4 October 2021

The nights draw in

Is the October effect just a superstition or does it carry any merit? Brian Tora provides his insight on what we can expect over the coming weeks.

October can be a tricky month. Black Monday, when the stock market fell by a quarter in a single day, was in October 1987. And the Wall Street crash of 1929 that started the Great Depression was an October event. Perhaps it is that autumn is beginning to exert its grip, with cooler days and longer nights, that makes one feel a little less confident at this time of year.

Certainly, life is not getting any easier for investors as we enter October. Concerns over global energy costs and a slowing of growth in China, which has been the powerhouse behind economic expansion worldwide, plus inflation fears, of course, have served as the macro drivers of uncertainty. Back home, queues at petrol stations hardly add to any feel-good factor that should be emerging as vaccination numbers continue to climb.

Despite governments aspiring to be “Green”, the fact remains that fossil fuels – most notably oil and gas – continue to play a crucial role in our economic development. The spike in the gas price, which has resulted in the collapse of a number of smaller energy suppliers, has underscored our dependence on these sources of power. With oil also trending higher (Brent crude topped $80 a barrel as I write this), there should be little wonder that investors are unsettled.

We should expect more developments as companies endeavour to position themselves for a future which may be less friendly to traditional means of power generation. In my part of the world, the rebuilding of Sizewell continues to stimulate discussion, while offshore wind farms remain a significant part of the landscape. The decision of the investment company co-founded by US vice-President Al Gore, a noted environmentalist, to take a significant stake in Octopus Energy is, perhaps, a sign of things to come.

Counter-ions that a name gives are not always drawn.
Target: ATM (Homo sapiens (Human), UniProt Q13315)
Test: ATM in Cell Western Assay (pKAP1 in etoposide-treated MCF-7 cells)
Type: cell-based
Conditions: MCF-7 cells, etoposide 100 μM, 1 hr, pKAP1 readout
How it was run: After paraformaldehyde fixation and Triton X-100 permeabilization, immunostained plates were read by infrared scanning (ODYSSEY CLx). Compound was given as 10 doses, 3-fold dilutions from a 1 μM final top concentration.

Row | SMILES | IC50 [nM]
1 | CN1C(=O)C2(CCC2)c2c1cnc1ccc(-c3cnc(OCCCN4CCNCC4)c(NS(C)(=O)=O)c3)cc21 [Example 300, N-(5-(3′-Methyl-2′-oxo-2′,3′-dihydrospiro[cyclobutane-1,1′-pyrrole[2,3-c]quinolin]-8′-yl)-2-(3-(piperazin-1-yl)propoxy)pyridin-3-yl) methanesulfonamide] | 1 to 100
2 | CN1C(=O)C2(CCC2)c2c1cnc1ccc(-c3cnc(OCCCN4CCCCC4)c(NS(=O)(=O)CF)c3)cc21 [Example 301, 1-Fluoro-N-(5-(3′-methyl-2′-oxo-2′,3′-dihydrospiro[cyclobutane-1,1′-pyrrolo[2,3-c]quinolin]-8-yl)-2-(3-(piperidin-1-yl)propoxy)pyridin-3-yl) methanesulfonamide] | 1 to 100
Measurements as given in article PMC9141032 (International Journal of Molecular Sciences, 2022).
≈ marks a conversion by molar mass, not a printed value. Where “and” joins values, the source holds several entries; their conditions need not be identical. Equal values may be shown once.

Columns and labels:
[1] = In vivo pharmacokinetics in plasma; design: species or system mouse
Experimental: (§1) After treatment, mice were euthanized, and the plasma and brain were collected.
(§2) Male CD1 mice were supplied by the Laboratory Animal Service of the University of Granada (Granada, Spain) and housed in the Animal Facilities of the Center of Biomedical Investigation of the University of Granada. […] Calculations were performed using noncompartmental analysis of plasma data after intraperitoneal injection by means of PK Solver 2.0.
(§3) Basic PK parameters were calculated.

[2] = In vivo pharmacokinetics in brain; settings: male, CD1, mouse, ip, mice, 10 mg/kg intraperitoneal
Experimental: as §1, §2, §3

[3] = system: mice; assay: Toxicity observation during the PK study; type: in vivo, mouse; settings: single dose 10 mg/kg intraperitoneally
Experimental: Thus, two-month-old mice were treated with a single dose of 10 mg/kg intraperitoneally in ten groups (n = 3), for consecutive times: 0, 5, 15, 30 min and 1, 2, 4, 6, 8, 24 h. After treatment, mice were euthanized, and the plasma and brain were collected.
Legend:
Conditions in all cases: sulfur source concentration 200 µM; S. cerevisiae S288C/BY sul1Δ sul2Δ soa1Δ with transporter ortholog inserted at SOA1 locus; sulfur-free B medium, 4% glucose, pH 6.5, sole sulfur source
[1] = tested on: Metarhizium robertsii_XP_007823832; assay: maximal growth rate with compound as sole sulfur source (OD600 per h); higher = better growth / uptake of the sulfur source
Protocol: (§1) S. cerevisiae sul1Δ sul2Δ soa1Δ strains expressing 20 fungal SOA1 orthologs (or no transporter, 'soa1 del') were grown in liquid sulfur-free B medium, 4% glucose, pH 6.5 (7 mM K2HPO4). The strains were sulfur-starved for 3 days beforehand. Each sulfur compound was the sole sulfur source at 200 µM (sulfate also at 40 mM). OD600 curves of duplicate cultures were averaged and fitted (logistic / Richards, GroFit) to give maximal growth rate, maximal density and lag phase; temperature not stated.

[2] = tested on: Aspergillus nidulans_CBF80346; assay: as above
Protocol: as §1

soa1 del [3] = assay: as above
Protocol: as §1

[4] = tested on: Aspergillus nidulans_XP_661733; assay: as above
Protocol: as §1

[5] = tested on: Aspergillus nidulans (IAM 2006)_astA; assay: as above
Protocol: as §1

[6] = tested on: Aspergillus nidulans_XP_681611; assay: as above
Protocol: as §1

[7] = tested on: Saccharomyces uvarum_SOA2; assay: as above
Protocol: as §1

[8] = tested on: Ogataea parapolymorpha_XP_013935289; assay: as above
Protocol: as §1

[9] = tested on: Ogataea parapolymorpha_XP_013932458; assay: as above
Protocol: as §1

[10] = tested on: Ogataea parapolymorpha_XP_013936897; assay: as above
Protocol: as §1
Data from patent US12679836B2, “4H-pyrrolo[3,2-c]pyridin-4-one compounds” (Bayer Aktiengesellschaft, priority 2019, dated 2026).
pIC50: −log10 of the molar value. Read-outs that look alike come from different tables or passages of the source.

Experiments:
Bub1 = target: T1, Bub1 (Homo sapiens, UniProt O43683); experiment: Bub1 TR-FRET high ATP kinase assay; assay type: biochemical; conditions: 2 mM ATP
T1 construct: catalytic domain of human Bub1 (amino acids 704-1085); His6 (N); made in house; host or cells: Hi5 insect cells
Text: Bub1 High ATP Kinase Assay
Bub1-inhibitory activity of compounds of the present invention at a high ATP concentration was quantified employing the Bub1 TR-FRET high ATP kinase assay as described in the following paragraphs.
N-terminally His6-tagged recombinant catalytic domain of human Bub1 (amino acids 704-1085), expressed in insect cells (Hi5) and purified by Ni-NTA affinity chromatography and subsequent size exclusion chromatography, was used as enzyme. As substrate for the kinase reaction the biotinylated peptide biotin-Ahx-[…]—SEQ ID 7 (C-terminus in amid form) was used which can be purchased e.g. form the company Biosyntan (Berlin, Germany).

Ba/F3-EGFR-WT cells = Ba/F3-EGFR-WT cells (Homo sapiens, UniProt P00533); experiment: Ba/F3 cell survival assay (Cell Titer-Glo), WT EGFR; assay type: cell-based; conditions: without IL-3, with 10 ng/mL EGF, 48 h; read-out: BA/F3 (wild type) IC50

Meanwhile, we enter the final quarter of 2021 with house prices continuing to rise, inflation gathering steam and households facing further pressures as measures aimed at helping people through the effects of the pandemic are phased out. The future is seldom clear, but at least we seem to be weathering the pandemic, even if all the evidence is now pointing to a slowdown in the economic recovery engendered by the lifting of Covid restrictions. As the nights draw in we need to keep an eye out for the unexpected.


Brian Tora, Associate

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